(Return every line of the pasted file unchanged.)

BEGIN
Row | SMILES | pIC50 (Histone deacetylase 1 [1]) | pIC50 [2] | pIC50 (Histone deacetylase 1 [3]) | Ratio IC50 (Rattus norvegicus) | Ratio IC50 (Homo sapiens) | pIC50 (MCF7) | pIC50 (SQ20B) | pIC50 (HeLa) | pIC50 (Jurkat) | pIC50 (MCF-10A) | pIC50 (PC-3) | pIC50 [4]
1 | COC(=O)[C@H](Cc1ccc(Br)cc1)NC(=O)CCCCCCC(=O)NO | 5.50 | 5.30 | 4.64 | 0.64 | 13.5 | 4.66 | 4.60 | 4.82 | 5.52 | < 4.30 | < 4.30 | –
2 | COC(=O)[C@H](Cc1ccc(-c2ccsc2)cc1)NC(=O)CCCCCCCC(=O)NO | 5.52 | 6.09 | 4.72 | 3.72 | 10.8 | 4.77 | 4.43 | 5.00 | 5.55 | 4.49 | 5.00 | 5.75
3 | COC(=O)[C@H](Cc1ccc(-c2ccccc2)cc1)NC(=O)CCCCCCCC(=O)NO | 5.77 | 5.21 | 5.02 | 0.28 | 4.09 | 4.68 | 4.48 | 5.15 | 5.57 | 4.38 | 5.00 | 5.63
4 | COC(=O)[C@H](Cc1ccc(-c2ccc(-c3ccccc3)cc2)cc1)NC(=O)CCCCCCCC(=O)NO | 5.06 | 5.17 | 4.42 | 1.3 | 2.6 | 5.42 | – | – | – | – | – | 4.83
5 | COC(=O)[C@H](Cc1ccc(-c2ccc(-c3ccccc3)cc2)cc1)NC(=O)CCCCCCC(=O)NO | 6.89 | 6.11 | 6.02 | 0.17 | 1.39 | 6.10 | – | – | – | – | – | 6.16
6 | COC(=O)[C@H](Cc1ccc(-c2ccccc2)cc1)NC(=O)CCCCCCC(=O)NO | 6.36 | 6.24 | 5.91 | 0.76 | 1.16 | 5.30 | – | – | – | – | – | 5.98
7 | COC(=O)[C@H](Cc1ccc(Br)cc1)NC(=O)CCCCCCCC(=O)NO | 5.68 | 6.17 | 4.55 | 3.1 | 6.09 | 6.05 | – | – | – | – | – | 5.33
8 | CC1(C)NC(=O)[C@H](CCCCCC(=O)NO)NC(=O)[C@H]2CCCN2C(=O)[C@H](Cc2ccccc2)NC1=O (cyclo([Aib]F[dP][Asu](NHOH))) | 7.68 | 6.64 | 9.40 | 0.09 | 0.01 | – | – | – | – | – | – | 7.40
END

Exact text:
Row | SMILES | pIC50 (Histone deacetylase 1 [1]) | pIC50 [2] | pIC50 (Histone deacetylase 1 [3]) | Ratio IC50 (Rattus norvegicus) | Ratio IC50 (Homo sapiens) | pIC50 (MCF7) | pIC50 (SQ20B) | pIC50 (HeLa) | pIC50 (Jurkat) | pIC50 (MCF-10A) | pIC50 (PC-3) | pIC50 [4]
1 | COC(=O)[C@H](Cc1ccc(Br)cc1)NC(=O)CCCCCCC(=O)NO | 5.50 | 5.30 | 4.64 | 0.64 | 13.5 | 4.66 | 4.60 | 4.82 | 5.52 | < 4.30 | < 4.30 | –
2 | COC(=O)[C@H](Cc1ccc(-c2ccsc2)cc1)NC(=O)CCCCCCCC(=O)NO | 5.52 | 6.09 | 4.72 | 3.72 | 10.8 | 4.77 | 4.43 | 5.00 | 5.55 | 4.49 | 5.00 | 5.75
3 | COC(=O)[C@H](Cc1ccc(-c2ccccc2)cc1)NC(=O)CCCCCCCC(=O)NO | 5.77 | 5.21 | 5.02 | 0.28 | 4.09 | 4.68 | 4.48 | 5.15 | 5.57 | 4.38 | 5.00 | 5.63
4 | COC(=O)[C@H](Cc1ccc(-c2ccc(-c3ccccc3)cc2)cc1)NC(=O)CCCCCCCC(=O)NO | 5.06 | 5.17 | 4.42 | 1.3 | 2.6 | 5.42 | – | – | – | – | – | 4.83
5 | COC(=O)[C@H](Cc1ccc(-c2ccc(-c3ccccc3)cc2)cc1)NC(=O)CCCCCCC(=O)NO | 6.89 | 6.11 | 6.02 | 0.17 | 1.39 | 6.10 | – | – | – | – | – | 6.16
6 | COC(=O)[C@H](Cc1ccc(-c2ccccc2)cc1)NC(=O)CCCCCCC(=O)NO | 6.36 | 6.24 | 5.91 | 0.76 | 1.16 | 5.30 | – | – | – | – | – | 5.98
7 | COC(=O)[C@H](Cc1ccc(Br)cc1)NC(=O)CCCCCCCC(=O)NO | 5.68 | 6.17 | 4.55 | 3.1 | 6.09 | 6.05 | – | – | – | – | – | 5.33
8 | CC1(C)NC(=O)[C@H](CCCCCC(=O)NO)NC(=O)[C@H]2CCCN2C(=O)[C@H](Cc2ccccc2)NC1=O (cyclo([Aib]F[dP][Asu](NHOH))) | 7.68 | 6.64 | 9.40 | 0.09 | 0.01 | – | – | – | – | – | – | 7.40